Gentle Alarm Clock Alternatives

Is the shrieking sound of a loud alarm clock really the best way to start your day? Wake up with light, vibration, nature sounds, or scent with these gentle alarm clock alternatives.

What is the first thing you hear when you wake up? Is it an insistently piercing blast of noise from your bedside alarm clock?

Are you, literally, alarmed into consciousness each day?

When you are roused from sleep by a strident sound that is designed to be alarming, your endocrine system dutifully delivers a burst of adrenaline to your body, preparing you for "fight or flight" in response to the urgent message of a crisis at hand. You are starting your day in a state of acute stress.

Is the alarm clock's loud and abrasive noise just an unavoidable part of life in the modern world? You may not have the luxury most days of sleeping in until you naturally feel like getting up, but you can, if you like, choose a kinder way to tell your body that it's time to get up. Some gentle alarm clock alternatives feature softer, more peaceful sounds, and others nudge you awake through one of your other senses — sight, touch, or smell — rather than your sense of hearing.

Some Intriguing Alarm Clock Alternatives

A nature sounds alarm clock,

which plays recorded or simulated sounds from nature, such as ocean surf, waterfalls, running rivers, songbirds, crickets, or heartbeats. Sometimes other sounds are offered as well, such as wind chimes or drumming rhythms. A nice bonus is that you can also use it to fall asleep to a soothing soundscape.

A chime clock,

which features actual chimes that are rung, for a peaceful and harmonious sound. An example is the Zen Alarm Clock.

A sunrise clock or dawn simulator,

which starts with a dim glow that gradually lights up to full brightness over the course of half an hour. This is a very natural and healthy way to awaken, since the sleep hormone melatonin is dissipated by light. It is even more effective if you sleep in near-total darkness, which promotes melatonin production, easing you into restful sleep. Another benefit of a sunrise clock is that it allows your body to awaken any time during the "sunrise," at a natural point during its sleep cycle.

An aromatherapy clock,

which begins wafting an aroma such as coffee, lavender, pine, or eucalyptus. You load it with aromatherapy beads with the fragrance of your choice.

A vibrating alarm clock,

such as the Shake Awake. It's often marketed to deaf users, but anyone can use it. Some models are vibrating devices that you clip onto your pillow; others come with a more powerful shaking unit that you put under your mattress. Pillows with timed vibrators built in are also available, or you can wear a vibrating wristwatch. Some people who have trouble waking up with even the loudest alarm clocks are able to wake up to a vibration. And it's perfect if you need to wake up but you don't want to disturb others who are in the same room with you.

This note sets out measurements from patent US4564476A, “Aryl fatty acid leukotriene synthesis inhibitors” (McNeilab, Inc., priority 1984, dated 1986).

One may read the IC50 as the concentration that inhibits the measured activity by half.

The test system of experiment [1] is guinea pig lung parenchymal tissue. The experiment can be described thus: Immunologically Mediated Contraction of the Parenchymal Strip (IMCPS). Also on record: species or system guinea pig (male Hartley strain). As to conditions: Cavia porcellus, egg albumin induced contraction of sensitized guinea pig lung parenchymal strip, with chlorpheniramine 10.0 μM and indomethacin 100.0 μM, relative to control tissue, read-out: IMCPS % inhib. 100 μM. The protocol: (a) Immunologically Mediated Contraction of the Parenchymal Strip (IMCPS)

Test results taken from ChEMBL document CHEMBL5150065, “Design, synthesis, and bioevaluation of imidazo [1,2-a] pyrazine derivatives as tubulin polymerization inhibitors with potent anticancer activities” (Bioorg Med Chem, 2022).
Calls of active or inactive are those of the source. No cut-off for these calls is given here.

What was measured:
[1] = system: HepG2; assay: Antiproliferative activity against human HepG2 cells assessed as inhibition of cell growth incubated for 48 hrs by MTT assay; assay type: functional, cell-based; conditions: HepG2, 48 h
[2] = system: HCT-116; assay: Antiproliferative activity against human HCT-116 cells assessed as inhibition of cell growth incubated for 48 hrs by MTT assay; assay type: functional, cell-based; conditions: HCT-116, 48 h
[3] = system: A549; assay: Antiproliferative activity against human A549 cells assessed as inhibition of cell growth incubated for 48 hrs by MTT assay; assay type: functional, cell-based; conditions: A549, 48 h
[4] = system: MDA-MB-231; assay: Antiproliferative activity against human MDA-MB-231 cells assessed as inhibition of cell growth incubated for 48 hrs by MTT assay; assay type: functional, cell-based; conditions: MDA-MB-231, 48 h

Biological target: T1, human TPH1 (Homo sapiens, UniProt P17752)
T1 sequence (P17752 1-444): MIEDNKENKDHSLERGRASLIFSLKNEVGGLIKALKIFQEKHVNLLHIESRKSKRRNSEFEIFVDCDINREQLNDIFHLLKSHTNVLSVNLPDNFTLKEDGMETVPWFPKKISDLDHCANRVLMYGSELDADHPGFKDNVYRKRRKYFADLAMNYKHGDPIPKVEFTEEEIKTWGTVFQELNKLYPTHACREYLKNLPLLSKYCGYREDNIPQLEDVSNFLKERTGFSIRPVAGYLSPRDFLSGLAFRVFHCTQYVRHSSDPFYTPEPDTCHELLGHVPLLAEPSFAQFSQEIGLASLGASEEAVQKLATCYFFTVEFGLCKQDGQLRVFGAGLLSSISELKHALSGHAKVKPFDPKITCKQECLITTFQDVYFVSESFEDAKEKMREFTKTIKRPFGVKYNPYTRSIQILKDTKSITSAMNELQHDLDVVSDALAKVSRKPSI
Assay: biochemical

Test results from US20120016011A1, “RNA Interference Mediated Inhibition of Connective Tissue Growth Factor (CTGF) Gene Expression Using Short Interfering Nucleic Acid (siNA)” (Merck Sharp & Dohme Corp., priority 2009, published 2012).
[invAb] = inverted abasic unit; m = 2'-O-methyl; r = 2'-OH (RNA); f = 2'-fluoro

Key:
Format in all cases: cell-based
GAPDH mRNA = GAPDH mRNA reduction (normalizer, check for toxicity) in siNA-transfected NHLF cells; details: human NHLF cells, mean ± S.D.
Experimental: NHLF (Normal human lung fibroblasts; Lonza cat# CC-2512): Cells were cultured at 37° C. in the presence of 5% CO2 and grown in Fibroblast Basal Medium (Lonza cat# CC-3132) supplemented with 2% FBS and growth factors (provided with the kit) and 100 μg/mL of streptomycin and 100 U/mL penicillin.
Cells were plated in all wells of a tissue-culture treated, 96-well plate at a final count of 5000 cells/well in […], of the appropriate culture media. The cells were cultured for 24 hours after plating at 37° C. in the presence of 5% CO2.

A sleep phase monitor.

The idea here is that the device detects your sleep phases and wakes you at a point when you are in a shallow phase of sleep, within the time window that you set. (Or at the end of the time window, whichever comes first.) You eliminate some of the grogginess you often feel when you are dragged awake out of a deep sleep phase. Examples are:
  • The Sleeptracker watch, $100 to $180 (US dollars). You wear it as a wristwatch, and it detects your body movements while you sleep, using them to determine when you are in a shallow sleep phase and thus more ready to be awakened. It has a vibration alarm mode.

  • The aXbo alarm clock, $220 to $350. This device also tracks your sleep phase by detecting your sleep movements, using a terry cloth wrist sensor that transmits the information wirelessly to the tabletop clock. You can choose from various wake-up sounds, including nature sounds and musical melodies, at the volume you choose.

  • The Zeo Personal Sleep Coach, $200 to $400. This is a more sophisticated version of the sleep phase tracker concept; it uses a headband to track and record your brain's electrical signals. One of its features is that it can wake you up during a transition into or out of REM sleep within your selected time frame, using music or nature sounds.

A number of gentle alarm clock products combine several sensory modes, such as the Peaceful Progression wake-up clock from Hammacher Schlemmer, which is a sunrise clock with nature sounds and aromatherapy. And even a silent alarm clock will also typically offer a traditional ringing or beeping sound as a backup, in case the gentler mode is not enough to penetrate through to your sleeping mind.

Your Turn!

What's your favorite wake-up strategy?

How do you wake up best? Do you use a "gentle" alarm clock, or have another non-traditional way of waking up? What's your best non-alarming wake-up technique?

Send in your favorite wake-up tip. The best tips received will be published on this page.

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